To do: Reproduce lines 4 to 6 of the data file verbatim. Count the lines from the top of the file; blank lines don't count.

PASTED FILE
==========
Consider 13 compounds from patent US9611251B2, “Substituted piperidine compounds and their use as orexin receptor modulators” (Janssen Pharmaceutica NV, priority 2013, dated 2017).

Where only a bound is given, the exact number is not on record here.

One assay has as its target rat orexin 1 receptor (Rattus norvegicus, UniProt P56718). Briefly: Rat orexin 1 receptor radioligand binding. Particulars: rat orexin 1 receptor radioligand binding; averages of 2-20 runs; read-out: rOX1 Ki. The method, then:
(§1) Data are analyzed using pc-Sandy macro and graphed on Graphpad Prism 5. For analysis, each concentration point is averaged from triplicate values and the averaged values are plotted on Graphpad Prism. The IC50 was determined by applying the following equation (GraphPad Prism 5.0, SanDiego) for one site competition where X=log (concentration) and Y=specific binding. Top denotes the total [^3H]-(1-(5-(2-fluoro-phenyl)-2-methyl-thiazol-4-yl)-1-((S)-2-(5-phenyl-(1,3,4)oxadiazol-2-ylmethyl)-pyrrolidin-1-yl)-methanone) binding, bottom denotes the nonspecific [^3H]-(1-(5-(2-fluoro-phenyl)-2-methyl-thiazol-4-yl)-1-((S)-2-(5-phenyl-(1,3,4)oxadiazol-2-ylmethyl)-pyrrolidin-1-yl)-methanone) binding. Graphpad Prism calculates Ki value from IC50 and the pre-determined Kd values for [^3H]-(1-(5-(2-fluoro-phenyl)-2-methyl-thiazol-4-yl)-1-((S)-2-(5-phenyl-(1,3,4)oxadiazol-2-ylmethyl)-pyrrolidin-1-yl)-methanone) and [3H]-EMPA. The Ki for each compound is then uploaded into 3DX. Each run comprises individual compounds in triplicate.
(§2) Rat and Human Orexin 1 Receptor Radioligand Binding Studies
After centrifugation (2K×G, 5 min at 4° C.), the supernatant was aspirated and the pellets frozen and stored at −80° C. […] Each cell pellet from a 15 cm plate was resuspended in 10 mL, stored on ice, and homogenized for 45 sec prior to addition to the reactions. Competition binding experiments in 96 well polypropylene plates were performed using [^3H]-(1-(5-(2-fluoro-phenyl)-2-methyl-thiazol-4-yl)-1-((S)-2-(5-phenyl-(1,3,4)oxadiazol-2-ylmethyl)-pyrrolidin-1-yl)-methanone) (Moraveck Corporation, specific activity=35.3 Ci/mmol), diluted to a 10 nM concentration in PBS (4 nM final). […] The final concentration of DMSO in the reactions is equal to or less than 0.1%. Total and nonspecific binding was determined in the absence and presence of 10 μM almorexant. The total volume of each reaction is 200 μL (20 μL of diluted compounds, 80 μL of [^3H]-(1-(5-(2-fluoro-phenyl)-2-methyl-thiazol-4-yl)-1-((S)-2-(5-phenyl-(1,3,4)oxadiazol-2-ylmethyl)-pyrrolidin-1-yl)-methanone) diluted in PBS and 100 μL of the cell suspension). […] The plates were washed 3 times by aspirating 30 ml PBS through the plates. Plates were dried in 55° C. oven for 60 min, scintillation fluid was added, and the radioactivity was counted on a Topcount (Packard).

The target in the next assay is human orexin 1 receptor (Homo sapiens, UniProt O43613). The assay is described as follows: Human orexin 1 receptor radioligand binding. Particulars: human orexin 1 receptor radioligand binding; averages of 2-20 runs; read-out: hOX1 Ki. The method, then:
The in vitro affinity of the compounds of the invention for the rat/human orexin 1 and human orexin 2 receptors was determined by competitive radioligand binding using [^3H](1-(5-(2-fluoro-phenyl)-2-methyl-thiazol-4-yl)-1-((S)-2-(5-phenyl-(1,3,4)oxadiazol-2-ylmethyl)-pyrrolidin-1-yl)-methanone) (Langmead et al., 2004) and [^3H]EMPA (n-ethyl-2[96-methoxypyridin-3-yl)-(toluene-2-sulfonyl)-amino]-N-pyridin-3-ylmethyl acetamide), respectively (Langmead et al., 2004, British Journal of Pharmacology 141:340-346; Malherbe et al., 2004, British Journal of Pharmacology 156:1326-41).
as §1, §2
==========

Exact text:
(§1) Data are analyzed using pc-Sandy macro and graphed on Graphpad Prism 5. For analysis, each concentration point is averaged from triplicate values and the averaged values are plotted on Graphpad Prism. The IC50 was determined by applying the following equation (GraphPad Prism 5.0, SanDiego) for one site competition where X=log (concentration) and Y=specific binding. Top denotes the total [^3H]-(1-(5-(2-fluoro-phenyl)-2-methyl-thiazol-4-yl)-1-((S)-2-(5-phenyl-(1,3,4)oxadiazol-2-ylmethyl)-pyrrolidin-1-yl)-methanone) binding, bottom denotes the nonspecific [^3H]-(1-(5-(2-fluoro-phenyl)-2-methyl-thiazol-4-yl)-1-((S)-2-(5-phenyl-(1,3,4)oxadiazol-2-ylmethyl)-pyrrolidin-1-yl)-methanone) binding. Graphpad Prism calculates Ki value from IC50 and the pre-determined Kd values for [^3H]-(1-(5-(2-fluoro-phenyl)-2-methyl-thiazol-4-yl)-1-((S)-2-(5-phenyl-(1,3,4)oxadiazol-2-ylmethyl)-pyrrolidin-1-yl)-methanone) and [3H]-EMPA. The Ki for each compound is then uploaded into 3DX. Each run comprises individual compounds in triplicate.
(§2) Rat and Human Orexin 1 Receptor Radioligand Binding Studies
After centrifugation (2K×G, 5 min at 4° C.), the supernatant was aspirated and the pellets frozen and stored at −80° C. […] Each cell pellet from a 15 cm plate was resuspended in 10 mL, stored on ice, and homogenized for 45 sec prior to addition to the reactions. Competition binding experiments in 96 well polypropylene plates were performed using [^3H]-(1-(5-(2-fluoro-phenyl)-2-methyl-thiazol-4-yl)-1-((S)-2-(5-phenyl-(1,3,4)oxadiazol-2-ylmethyl)-pyrrolidin-1-yl)-methanone) (Moraveck Corporation, specific activity=35.3 Ci/mmol), diluted to a 10 nM concentration in PBS (4 nM final). […] The final concentration of DMSO in the reactions is equal to or less than 0.1%. Total and nonspecific binding was determined in the absence and presence of 10 μM almorexant. The total volume of each reaction is 200 μL (20 μL of diluted compounds, 80 μL of [^3H]-(1-(5-(2-fluoro-phenyl)-2-methyl-thiazol-4-yl)-1-((S)-2-(5-phenyl-(1,3,4)oxadiazol-2-ylmethyl)-pyrrolidin-1-yl)-methanone) diluted in PBS and 100 μL of the cell suspension). […] The plates were washed 3 times by aspirating 30 ml PBS through the plates. Plates were dried in 55° C. oven for 60 min, scintillation fluid was added, and the radioactivity was counted on a Topcount (Packard).